Student’s mural honors vitality of residential life at Stanford
Roble Hall opened in 1918 as Stanford’s women’s residence. Partly because Stanford was then so rural, partly because of early Stanford leaders’ educational philosophy, having students live and learn in community was from the start a key aspect of the Stanford experience.
Much has changed at Stanford since 1918, but Roble is still a dormitory – albeit coeducational – where undergraduates meet peers from around the world, learn from each other, and experience community life within a large research university. It is the oldest building continuously used as a Stanford dormitory.
Art student VIVIENNE LE ’19, a Roble resident in 2015-16, paid tribute to Roble’s legacy in a mural at the dorm that she completed in June 2016. Le’s Greetings from Roble Hall is in a retro postcard style that incorporates vignettes of Stanford and Roble life over 125 years.
Le calls it “my way of thanking the wonderful friendships and mentors I’ve created in my first year at Stanford for great memories, huge opportunities, and new insights.” An art practice and archaeology major, she said the project began in a series of whiteboard doodles that she drew in the Roble lobby.
Roble Resident Fellows BECKY BULL and JEFFREY BALL, along with Stanford’s Office of Residential Education and Stanford Arts, supported Le’s idea of a mural based on her doodles and secured funding for her to complete it at the end of spring quarter 2016.
Greetings from Roble Hall incorporates a column and the surrounding ivy on the building’s facade, both of which remain iconic to Roble from the time when much of Stanford was agricultural land. Also depicted are a peek at Memorial Church through the archways of the Main Quad, the campus’s beloved Palm Drive, and long-ago students celebrating Big Game.
As a tribute to Roble Hall’s past female residents, Le incorporated early Stanford women rowing on nearby Lake Lagunita and the hall’s old nickname, “La Grande Dame.”
Stanford has always had a women’s dorm called Roble, though a much more modest building originally bore the name. Its male counterpart, Encina Hall, was located a respectable distance across campus.
As builders rushed to complete the new university for its 1891 opening, they realized that the women’s dorm designed of sandstone to match Encina could not be built in time. Jane Stanford insisted that female enrollment not be postponed until the imposing planned dorm could be built. “Otherwise,” she wrote, “the young ladies might be considered as interlopers.” A plainer concrete building was rushed to completion, essayist Jane Lilly ’05 writes.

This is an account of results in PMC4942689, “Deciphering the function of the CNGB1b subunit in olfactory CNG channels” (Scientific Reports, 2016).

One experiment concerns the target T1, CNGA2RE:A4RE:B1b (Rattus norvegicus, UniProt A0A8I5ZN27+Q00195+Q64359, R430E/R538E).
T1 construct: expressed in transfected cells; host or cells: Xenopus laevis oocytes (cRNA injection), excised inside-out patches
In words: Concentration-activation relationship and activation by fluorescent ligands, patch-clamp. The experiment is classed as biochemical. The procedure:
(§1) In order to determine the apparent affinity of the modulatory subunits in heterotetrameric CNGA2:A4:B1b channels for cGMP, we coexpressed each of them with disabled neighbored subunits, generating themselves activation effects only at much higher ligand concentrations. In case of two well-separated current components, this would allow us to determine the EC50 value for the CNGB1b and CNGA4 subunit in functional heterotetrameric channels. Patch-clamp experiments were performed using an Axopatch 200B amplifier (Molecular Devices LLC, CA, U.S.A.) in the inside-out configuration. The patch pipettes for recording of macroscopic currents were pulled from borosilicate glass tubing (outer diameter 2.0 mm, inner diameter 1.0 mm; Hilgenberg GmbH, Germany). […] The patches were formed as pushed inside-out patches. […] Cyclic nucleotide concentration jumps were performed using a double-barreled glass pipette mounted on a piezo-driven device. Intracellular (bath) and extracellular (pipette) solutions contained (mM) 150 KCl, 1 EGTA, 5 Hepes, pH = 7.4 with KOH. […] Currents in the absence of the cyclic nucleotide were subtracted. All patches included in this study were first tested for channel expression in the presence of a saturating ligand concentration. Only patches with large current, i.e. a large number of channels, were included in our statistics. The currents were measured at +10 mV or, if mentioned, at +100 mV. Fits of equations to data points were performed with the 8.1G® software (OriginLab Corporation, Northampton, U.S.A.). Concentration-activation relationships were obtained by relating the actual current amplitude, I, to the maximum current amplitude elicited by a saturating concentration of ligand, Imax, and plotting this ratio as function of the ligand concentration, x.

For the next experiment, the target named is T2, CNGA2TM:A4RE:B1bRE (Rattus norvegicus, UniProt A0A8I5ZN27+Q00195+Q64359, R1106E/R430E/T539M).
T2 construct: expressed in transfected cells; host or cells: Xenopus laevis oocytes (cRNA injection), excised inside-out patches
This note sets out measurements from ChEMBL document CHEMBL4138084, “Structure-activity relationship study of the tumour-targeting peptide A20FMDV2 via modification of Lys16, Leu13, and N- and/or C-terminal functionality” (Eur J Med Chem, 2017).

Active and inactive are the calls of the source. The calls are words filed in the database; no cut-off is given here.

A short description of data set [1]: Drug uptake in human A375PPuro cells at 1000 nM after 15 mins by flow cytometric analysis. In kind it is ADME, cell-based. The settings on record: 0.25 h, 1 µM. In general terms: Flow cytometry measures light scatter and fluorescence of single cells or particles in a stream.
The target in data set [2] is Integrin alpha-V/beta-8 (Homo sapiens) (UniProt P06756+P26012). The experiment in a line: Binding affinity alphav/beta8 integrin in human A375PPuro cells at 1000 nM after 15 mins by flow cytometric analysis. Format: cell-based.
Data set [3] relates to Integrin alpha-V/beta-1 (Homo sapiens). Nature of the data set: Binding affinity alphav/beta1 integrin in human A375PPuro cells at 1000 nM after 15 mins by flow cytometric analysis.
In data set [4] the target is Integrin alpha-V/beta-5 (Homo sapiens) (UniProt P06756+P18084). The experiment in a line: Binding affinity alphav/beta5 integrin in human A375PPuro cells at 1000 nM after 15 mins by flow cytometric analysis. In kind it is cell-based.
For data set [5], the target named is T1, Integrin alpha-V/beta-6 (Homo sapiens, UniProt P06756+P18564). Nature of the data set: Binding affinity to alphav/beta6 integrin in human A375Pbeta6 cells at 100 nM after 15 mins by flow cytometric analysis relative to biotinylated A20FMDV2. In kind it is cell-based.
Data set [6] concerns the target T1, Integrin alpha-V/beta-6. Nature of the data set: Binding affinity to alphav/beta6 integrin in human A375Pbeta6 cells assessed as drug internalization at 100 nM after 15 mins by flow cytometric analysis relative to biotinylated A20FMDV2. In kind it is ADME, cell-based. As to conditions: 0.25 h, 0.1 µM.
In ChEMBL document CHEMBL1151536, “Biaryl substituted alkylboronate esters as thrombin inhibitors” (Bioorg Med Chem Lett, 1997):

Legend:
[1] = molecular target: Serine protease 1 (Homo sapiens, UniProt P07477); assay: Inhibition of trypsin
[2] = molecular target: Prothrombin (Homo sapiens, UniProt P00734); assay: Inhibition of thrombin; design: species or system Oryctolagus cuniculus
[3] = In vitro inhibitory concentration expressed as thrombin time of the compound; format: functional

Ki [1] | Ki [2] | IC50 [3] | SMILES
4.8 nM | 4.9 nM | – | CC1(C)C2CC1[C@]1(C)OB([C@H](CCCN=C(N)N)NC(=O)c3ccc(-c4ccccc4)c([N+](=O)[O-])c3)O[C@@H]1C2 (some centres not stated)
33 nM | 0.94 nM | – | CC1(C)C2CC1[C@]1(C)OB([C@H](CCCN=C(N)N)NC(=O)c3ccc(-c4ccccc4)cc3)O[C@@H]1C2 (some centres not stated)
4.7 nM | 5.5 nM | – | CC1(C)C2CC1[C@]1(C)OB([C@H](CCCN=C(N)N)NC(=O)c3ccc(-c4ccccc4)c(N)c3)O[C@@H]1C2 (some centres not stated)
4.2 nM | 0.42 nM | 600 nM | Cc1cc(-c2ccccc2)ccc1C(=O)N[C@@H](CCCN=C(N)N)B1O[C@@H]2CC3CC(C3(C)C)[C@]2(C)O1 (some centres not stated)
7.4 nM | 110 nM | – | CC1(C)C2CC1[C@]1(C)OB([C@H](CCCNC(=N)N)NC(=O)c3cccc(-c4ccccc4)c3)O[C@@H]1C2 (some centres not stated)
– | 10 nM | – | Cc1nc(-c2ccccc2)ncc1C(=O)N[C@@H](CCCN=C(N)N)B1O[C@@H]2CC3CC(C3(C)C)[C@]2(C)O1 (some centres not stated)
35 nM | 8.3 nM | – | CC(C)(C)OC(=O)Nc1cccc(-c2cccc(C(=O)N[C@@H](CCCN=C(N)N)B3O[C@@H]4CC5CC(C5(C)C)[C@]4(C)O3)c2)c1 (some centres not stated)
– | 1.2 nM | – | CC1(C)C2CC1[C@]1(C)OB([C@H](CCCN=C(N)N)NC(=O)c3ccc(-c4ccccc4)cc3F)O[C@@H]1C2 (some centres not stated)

When today’s Roble Hall opened in 1918, it satisfied aesthetically with its ornate facade and gracious common spaces. It included an unusual number of group areas and special-interest rooms such as a music room, theater and library, in line with Stanford’s emphasis on sociability and group living. In this way, the building was ahead of its time.
A 2005-06 renovation conserved many historic details like those evoked in Le’s mural. It also revealed an old photo of a young man wedged into the wall between a kitchenette and student room 153. It was inscribed “Janet, Night and Day, Justin,” perhaps a reference to Cole Porter’s 1932 hit song, “Night and Day.”
Today, more than 300 undergraduates from all class levels live in Roble, half of whom are freshmen. Its design continues to foster close and lasting bonds, especially among its freshmen, who live in four-person suites with two bedrooms and a study room.
“The great benefit of Roble’s large size is that anyone can find his or her own community within the dorm’s walls,” according to resident fellows Bull and Ball. In 2015, Roble had a running club, a weekly Pilates class, and TED-style talks by and for Roble residents.
Its Roble Sustainability Initiative is expanding in 2016 with courses, speakers and a service project to make Roble a living laboratory for environmental learning and practice on campus.
Watch this 30-second time-lapse video Le made of herself at work on the mural.
This story is also published on the Stanford 125 website.